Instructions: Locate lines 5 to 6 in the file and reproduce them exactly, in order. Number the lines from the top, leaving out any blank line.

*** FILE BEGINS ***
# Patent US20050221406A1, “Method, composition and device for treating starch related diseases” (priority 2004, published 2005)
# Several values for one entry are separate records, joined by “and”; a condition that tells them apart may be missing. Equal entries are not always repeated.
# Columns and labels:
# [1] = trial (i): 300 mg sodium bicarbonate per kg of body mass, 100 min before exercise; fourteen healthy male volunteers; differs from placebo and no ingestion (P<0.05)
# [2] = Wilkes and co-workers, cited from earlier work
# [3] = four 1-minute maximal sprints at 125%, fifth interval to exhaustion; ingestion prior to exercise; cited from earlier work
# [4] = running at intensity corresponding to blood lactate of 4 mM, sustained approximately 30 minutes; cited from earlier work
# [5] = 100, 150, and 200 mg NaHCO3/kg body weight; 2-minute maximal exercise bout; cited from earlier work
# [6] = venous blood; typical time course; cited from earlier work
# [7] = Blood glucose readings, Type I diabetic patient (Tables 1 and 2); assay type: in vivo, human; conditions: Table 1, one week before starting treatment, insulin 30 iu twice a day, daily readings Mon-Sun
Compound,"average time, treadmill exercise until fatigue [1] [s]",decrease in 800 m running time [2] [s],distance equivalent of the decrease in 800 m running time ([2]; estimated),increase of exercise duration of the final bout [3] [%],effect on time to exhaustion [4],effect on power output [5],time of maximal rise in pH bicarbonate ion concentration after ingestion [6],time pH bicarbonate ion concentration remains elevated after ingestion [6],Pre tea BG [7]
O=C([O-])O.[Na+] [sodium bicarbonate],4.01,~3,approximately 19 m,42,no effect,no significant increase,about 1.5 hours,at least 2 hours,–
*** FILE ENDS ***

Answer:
# [2] = Wilkes and co-workers, cited from earlier work
# [3] = four 1-minute maximal sprints at 125%, fifth interval to exhaustion; ingestion prior to exercise; cited from earlier work